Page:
Most still consider Facebook to be going strong, as 49% strongly disagree with this statement. Twenty-nine percent somewhat disagree, 15% are neutral about this statement, 6% somewhat agree and only 1% strongly disagree.

Facebook Use Survey Question 9

What I could’ve done differently

  • While my survey was able to show Facebook use among Americans overall, the free version of SurveyMonkey made it difficult for me to look specifically at which age groups were more active than others. Perhaps I could’ve found a way around this by selecting a purposive sample instead of opening up my survey to the general population.
  • If time had permitted, I would’ve found a way to seek out teens to take my survey.
  • By posting my survey on Facebook, I was automatically attracting regular Facebook users. Those who have a Facebook but rarely log on likely didn’t see my survey, and therefore did not take it.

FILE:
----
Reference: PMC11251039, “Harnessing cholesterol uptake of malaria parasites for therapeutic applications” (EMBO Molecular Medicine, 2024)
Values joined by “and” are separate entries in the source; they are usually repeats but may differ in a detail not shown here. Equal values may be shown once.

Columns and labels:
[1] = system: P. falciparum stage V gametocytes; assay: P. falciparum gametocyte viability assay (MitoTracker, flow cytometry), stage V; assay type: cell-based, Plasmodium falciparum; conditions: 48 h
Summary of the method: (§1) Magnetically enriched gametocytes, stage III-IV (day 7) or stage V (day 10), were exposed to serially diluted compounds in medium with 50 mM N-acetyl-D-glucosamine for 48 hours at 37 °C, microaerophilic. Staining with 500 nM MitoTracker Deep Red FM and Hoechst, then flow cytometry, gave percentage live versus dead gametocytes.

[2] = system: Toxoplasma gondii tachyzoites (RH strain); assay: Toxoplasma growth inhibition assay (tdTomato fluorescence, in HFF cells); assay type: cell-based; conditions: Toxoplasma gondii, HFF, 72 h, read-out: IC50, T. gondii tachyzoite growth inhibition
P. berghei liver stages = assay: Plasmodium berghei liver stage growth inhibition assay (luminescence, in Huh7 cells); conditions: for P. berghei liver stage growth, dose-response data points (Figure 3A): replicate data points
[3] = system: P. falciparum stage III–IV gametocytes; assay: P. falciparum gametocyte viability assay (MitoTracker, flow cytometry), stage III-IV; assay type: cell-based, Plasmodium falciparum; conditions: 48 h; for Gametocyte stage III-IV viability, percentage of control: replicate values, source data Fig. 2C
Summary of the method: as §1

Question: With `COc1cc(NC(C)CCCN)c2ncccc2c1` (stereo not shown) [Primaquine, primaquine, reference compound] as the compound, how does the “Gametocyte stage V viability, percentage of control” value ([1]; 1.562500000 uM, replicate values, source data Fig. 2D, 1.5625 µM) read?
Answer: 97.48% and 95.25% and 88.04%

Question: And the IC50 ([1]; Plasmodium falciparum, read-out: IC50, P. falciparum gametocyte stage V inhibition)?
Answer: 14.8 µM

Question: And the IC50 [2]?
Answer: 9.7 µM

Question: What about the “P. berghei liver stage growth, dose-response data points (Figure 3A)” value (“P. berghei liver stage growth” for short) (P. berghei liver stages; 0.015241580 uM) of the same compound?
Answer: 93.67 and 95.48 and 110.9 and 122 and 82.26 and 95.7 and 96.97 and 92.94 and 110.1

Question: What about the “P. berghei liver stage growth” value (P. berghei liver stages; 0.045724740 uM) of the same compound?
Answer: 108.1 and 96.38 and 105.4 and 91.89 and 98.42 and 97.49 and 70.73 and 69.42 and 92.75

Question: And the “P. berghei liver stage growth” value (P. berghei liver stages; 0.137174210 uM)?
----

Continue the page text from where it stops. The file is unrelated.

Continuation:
•  I would’ve added the following four answer choices to the question that asked why people deleted their Facebook: “I deleted it while applying for jobs/school”, “Too much drama,” “I had privacy concerns,” “I kept comparing my life to my Facebook friends’ lives.” I think having these answer choices would’ve provided me with more accurate results.
  • While I enjoyed having a free-response question, it was difficult to quantify the results for this. Instead of answering what they like most and least about Facebook, many people only answered part of the question. Next time, I’d ask it as two separate questions.
Facebook and social media survey

Social Media Survey: Who’s using Facebook?